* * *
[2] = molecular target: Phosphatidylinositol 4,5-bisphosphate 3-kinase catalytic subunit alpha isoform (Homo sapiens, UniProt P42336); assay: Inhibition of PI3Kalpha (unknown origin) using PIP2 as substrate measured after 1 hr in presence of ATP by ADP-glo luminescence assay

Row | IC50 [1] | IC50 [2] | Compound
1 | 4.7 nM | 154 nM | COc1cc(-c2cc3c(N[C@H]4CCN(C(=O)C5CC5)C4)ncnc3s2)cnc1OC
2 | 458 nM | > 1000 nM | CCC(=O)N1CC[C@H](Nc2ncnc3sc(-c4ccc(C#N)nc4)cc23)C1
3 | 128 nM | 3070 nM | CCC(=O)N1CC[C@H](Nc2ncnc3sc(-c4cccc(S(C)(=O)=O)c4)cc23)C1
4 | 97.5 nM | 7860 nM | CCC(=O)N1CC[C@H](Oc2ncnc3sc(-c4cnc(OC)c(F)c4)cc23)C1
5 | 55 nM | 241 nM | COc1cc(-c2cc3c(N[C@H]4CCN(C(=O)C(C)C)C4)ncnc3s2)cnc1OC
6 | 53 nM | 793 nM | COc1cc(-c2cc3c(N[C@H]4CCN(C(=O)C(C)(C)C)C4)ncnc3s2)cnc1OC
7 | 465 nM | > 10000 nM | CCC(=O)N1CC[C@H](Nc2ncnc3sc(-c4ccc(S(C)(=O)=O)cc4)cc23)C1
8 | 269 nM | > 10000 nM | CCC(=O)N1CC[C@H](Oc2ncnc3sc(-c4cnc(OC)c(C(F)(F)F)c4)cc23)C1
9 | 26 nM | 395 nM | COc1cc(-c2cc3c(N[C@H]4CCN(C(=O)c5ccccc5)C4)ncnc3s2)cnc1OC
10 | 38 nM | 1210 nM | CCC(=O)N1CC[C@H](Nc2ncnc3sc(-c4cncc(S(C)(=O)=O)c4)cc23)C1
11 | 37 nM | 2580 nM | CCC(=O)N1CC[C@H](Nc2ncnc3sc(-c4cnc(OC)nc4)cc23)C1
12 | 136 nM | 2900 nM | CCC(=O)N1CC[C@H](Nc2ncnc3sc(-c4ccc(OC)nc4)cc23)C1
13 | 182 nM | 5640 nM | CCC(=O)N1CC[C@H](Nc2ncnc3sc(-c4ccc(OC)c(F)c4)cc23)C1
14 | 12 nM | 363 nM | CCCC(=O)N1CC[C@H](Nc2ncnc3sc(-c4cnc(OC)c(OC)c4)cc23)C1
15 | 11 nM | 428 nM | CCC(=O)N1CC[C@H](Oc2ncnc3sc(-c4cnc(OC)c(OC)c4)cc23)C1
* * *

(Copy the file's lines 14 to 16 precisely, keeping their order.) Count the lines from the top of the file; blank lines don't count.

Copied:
12 | 136 nM | 2900 nM | CCC(=O)N1CC[C@H](Nc2ncnc3sc(-c4ccc(OC)nc4)cc23)C1
13 | 182 nM | 5640 nM | CCC(=O)N1CC[C@H](Nc2ncnc3sc(-c4ccc(OC)c(F)c4)cc23)C1
14 | 12 nM | 363 nM | CCCC(=O)N1CC[C@H](Nc2ncnc3sc(-c4cnc(OC)c(OC)c4)cc23)C1